Throwback: Top 5 Nigerian Rap Songs from the Golden Age of 2000s hip-hop

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The hip-hop scene in Nigeria has gone through several revolutions but the 2000s were undeniably a great time for rappers. With this era came Ruggedman, who disrupted the status quo with singles like Big Bros, and Baraje. Other rappers like Modenine, Bouqui, Da Trybe, and Naeto C also left their mark.

Fast forward to 2008 when the short black boy, M.I Abaga popped up with his fire single Safe that got everyone talking. Later that year, he dropped his debut album, Talk About It, one of the most memorable Nigerian rap projects.

While M.I was stealing hearts with his simple, catchy lyrics and flow, another rapper named Da Grin was shaping up to change mainstream Nigerian rap forever. After appearing on DJ Jimmy Jatt’s Jump Off in 2009, it was clear that this young Lagos rapper was set to become a force to be reckoned with. His single Pon Pon Pon and critically acclaimed album C.E.O. signalled the transition from the cool I Just Got Back (IJGB) trend popularised by M.I and Naeto C to the rapping style that incorporated indigenous language we now get from the likes of Olamide and Phyno.

From Ruggedman to Da Grin, here are our top five Nigerian rap songs from the golden age of 2000s hip-hop:

Baraje – Ruggedman (2005)

Move your body make you shake that thing wey you get, let the music enter your head, dancia baraje, omoge bend your waist ooh. I’m sure that was the first line that came to your head when you saw this because that was what I was humming to as soon as I thought about Ruggedman. Released in 2005, from his Thy Album Come project, Baraje was that song that was played in parties and clubs. Although the song was made with vibey tunes, Ruggedman was able to speak his truth when he said: Get crazy when u hear this instrumental, and most definitely, my voice is fundamental. Na the essential ingredient wey dey make my people dem no want 2 see the end. I’m bad more than that…stay forever like culture. You better make a move cos I dey watch u like vulture. It was a real blend of rap and club music from one of Nigeria’s top rap innovators.


Cry – Mode 9 (2007)

After winning the famed Lyricist on the Roll award several times, Mode 9 is arguably the top pioneer of hip-hop music in Nigeria, and Cry was one of the songs that placed him firmly on the A-list.  Released in 2007 from Mode 9’s E’ Pluribus Unum album, the track features soulful vocals of songstress Nnenna and emotional-grabbing lyrics from Mode 9.  It received major critical acclaim and topped charts throughout Africa by bagging three awards at the Channel O music awards hip-hop amidst others. Ten years later, Mode 9’s Cry still remains relevant to the Nigerian hip-hop music scene.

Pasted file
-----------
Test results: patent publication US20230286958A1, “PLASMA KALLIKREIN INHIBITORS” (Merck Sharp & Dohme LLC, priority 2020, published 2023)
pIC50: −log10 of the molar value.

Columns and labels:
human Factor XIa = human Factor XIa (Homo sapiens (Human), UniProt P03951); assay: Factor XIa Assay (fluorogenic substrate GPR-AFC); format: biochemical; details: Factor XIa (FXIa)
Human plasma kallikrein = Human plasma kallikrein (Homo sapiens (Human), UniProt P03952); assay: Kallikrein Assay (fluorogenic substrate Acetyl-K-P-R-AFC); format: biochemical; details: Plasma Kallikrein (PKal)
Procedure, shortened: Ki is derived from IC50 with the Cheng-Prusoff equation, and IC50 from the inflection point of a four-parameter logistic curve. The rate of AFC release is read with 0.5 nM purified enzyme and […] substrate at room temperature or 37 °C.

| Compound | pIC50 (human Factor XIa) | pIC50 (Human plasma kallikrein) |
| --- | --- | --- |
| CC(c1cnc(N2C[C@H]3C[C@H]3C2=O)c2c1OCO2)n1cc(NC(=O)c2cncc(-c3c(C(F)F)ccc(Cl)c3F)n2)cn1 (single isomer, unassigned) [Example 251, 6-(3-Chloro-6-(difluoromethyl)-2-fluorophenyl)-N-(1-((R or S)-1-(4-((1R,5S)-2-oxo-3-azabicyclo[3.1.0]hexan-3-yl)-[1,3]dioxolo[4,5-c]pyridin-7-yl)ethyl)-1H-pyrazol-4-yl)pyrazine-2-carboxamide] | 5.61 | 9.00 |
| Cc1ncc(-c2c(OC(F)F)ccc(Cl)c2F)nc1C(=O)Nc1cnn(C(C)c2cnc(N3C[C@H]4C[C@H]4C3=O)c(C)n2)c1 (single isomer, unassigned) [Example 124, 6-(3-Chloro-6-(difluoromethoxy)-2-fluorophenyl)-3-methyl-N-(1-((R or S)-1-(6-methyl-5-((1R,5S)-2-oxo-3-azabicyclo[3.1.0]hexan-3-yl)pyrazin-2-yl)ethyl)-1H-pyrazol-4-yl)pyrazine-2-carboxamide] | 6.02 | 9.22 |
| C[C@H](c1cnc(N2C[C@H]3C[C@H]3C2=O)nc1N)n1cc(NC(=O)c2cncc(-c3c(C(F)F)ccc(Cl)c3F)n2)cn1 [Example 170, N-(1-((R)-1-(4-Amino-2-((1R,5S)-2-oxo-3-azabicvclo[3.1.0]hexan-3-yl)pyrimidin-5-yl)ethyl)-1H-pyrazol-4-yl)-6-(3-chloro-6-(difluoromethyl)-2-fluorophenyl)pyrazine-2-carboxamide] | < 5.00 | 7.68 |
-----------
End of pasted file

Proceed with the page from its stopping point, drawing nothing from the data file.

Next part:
Too Much – DJ Jimmy Jatt ft Blaise, Sasha P, Bouqui, Kemistry (2007)

There are not a lot of female rappers in the music industry, this was what inspired legendary D.J Jimmy Jatt to do a record with the recognized female rappers at the time. In view of social constructs, this song advocated the power of a woman in an industry that was full of so many men. Released in 2007, the track was like an open mic show for female rap artists to embody their talents and lyrical abilities.

Anoti – M.I (2008)

Championed as one of the greatest Nigerian lyricists, M.I Abaga released Anoti off his debut studio album Talk About It in 2008. At a time when rap was mainstream in Nigeria, this song laid the foundation for the rise of other hit songs. Produced by Jesse Jags and M.I, the lyrics showed off the rappers bragging status as a calculated lyricist and his ability to deliver punchlines through systematic rhymes when he said: I got the chrome automatic. So systematic, erratic. Flow so melodic, erotic, Flow in a bar nigga English broken…Lyrically smoking. Nigeria’s hip-hop token. You got to be joking. It was a great combination of nicely put lines and fast-paced instrumentals.

Pon Pon Pon – Dagrin (2009)

Dagrin was one of the people that revolutionized the hip-hop industry in Nigeria by introducing dialect rap in Nigeria. Today, we have the likes of Lil Kesh, Zinoleesky because Dagrin made that move with songs like Pon Pon Pon. Released in 2009 from his CEO album, Pon Pon Pon was nominated for the hottest single category at the 2010 headies award and became a song for street artistry movements.


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